My regular reading of Scripture has morphed a lot over time. Early on in my life as a convert, I read out of a sense of duty. It was an obligation. There was occasionally the joy of discovery and the not-infrequent encounter with the Living God that made the practice worthwhile, but my heart wasn’t always in it. Mostly there were long seasons of little regular reading, punctuated with brief bursts of intense reading and study, usually during periods of crisis or transition in my life.
That was pretty much the norm until a few years ago, when I learned to take Jesus at his word and started living my life as if I actually believed the veracity of the things he proclaimed to be true. Since then, the obligatory aspect of all spiritual discipline has fallen away (see the letter to the Galatians), while not negating the power and helpfulness of those classical spiritual practices (see the letter penned by James). Entering into Scripture became one more element of my interaction with my Good Friend, a way to hear his voice clearly day in and day out, a way to center myself back on the foundational truths and correct the inevitable drift that occurs from being “in the world”.
I am an organized fellow, so I like to have a game plan for any task that occurs on a regular schedule. I like to be thoughtful and intentional with any activity that is a meaningful priority to me. For reading Scripture, this has meant having some sort of study plan or reading list to follow. And this has meant falling into the trap over and over again of rendering this important time of relationship and communing into little more than a checklist.
So, that has been my challenge for the last few years: How to keep the reading of Scripture fresh while also giving it enough structure to be intentional and keep it from getting repetitive? Here is a (partial) list of the things I have tried, just off the top of my head:
- Just winging it – Read whatever I feel like on no set schedule. Inevitable pitfall: With no scheduled time, I never or rarely ended up reading Scripture.
- Winging it on a schedule – Read whatever I feel like at a certain time each day. Inevitable pitfall: The reading each day becomes a checklist OR I get bogged down in Leviticus or Isaiah and ready infrequently.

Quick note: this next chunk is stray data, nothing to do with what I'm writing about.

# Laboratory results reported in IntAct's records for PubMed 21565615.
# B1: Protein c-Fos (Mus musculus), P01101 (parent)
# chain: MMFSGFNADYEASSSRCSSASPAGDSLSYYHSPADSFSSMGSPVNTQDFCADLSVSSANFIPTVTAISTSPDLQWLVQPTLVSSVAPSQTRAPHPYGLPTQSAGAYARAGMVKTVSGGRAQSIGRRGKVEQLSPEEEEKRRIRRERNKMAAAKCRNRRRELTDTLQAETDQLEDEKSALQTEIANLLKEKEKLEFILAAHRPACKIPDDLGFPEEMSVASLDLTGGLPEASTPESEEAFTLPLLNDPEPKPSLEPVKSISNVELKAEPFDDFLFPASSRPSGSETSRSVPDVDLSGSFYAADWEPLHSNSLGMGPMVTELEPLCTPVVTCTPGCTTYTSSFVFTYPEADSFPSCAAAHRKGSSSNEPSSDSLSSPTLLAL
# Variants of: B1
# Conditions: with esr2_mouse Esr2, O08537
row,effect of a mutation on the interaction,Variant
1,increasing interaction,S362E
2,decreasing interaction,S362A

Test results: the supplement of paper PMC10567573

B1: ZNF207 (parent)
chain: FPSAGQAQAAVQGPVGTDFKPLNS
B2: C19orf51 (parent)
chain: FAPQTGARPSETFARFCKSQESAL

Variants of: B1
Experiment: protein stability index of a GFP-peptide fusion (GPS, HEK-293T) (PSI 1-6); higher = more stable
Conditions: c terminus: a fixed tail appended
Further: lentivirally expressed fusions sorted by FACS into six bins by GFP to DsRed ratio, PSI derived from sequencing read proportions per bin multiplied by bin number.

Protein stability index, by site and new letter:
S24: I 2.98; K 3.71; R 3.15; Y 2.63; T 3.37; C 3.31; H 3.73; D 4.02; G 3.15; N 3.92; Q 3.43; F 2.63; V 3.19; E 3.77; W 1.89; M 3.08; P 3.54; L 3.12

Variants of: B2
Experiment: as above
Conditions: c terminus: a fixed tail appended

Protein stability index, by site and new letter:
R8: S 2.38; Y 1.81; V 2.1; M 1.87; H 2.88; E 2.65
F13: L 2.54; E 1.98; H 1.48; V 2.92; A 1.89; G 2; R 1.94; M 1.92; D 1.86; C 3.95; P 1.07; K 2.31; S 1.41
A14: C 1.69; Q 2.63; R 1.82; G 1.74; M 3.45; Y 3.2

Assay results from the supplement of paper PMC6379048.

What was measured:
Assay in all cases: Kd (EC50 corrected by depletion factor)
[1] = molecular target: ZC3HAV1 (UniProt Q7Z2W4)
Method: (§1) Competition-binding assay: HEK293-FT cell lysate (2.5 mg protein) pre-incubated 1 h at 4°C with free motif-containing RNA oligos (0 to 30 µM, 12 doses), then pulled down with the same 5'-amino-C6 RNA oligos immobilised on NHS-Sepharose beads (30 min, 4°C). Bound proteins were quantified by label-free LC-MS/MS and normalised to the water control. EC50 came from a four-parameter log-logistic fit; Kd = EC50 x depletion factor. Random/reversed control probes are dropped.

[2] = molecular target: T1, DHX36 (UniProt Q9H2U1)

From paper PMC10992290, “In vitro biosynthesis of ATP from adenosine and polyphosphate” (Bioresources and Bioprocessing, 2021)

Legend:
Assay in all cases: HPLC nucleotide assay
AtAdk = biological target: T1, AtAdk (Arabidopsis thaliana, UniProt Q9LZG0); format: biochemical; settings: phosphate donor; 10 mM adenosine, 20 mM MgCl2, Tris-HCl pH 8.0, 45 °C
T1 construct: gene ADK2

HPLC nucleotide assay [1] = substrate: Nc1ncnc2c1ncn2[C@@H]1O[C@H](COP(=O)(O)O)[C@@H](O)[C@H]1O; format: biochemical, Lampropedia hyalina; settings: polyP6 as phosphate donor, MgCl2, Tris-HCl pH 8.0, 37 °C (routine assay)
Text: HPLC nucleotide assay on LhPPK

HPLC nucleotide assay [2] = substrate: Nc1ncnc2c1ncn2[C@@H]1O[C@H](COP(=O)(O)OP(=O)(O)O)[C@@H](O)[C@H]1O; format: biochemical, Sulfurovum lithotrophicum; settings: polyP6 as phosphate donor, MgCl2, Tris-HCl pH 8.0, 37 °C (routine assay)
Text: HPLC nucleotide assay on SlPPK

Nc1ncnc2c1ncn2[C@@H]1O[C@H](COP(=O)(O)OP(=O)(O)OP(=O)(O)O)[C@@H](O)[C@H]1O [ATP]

- Don’t worry about it – Read when I feel like, don’t read when I don’t, and don’t worry about it so much. Inevitable pitfall: My time in Scripture fell to almost zero and, even if reading other “good” books, the inevitable “truth drift” began to occur.
- Reading whole books at a time in chronological order – A suggestion from Frank Viola which was wonderful! Inevitable pitfall: I don’t always have blocks of reading time sufficient to not lose the thread of the narrative. (When the kids are grown, this will be one practice I return to more often, as I enjoyed these seasons quite a lot.)
- Reading a little bit from different sections of Scripture each day – This is my current practice. The first reading list I used to help with this was from my friend, Chris Suitt. Potential pitfalls: Trying to stick to a rigorous schedule led to a “checklist” mentality. Since I am a homeschooling stay-at-home father to school-age boys, there are inevitably days that I missed and then I was “behind” and then further and further behind, to the point where I got frustrated and quit altogether for a while. So I went looking for something along the same lines but with a bit more flexibility built in and found Sam Williamson’s Scripture Meditation Plan. For me, for now, this is the right mix of keeping it fresh, giving it structure, and surrounding it all in grace. Potential pitfall: With such a forgiving schedule (no penalty for getting “behind”!), engaging with Scripture may not happen all that often.
So after a lot of looking and more than a little trial-and-error, I have found a routine and a rhythm that works for this stage of life. It is doable, it is an encouragement to me and not an obligation, it invites being engaged, and is forgiving when life happens and I can’t read every day.
And yet the enemy and life seem to conspire to keep me from this life-giving practice, from connecting with Jesus, the source of life, in this meaningful way. And I have found over my years-long quest that no matter the “system”, no matter how good my intentions are, no matter how firm my resolve — the time on my schedule for sitting still and reading Scripture and praying through it and meditating on it almost inevitably gets crowded out.
To counteract this tendency, I am part of a weekly Bible Impact Group (BIG). During this weekly time together, I am held consistently accountable by a fellow disciple or two in an environment that is both firm and gracious. I have found that this practice of intentional community is the only effective counter to my own tendency to drift away from the helpful practice of meditating on Scripture.
As an additional help to me in this practice, I have made the commitment to start posting somewhat regularly my notes from my times of Scripture meditation. These will be available under the “Scripture Meditation” category.
This pursuit has been quite a journey, and it ain’t over yet. Further up and further in!